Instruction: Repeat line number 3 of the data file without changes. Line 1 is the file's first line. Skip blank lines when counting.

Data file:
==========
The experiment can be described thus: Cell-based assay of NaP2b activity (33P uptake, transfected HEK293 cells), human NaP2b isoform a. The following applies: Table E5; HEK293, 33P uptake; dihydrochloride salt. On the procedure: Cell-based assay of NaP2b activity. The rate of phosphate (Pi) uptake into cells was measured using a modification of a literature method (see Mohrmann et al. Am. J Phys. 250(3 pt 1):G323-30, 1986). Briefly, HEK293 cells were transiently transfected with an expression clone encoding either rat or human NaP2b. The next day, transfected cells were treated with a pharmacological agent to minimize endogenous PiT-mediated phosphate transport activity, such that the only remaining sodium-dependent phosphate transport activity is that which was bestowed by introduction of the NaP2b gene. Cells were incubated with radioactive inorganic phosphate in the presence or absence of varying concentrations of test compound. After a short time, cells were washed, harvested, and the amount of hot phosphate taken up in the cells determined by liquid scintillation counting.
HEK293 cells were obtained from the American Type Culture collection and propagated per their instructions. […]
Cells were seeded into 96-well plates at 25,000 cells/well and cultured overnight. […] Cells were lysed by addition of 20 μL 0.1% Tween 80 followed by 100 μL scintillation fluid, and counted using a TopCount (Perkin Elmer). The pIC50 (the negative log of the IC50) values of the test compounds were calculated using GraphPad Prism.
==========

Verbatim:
Cells were seeded into 96-well plates at 25,000 cells/well and cultured overnight. […] Cells were lysed by addition of 20 μL 0.1% Tween 80 followed by 100 μL scintillation fluid, and counted using a TopCount (Perkin Elmer). The pIC50 (the negative log of the IC50) values of the test compounds were calculated using GraphPad Prism.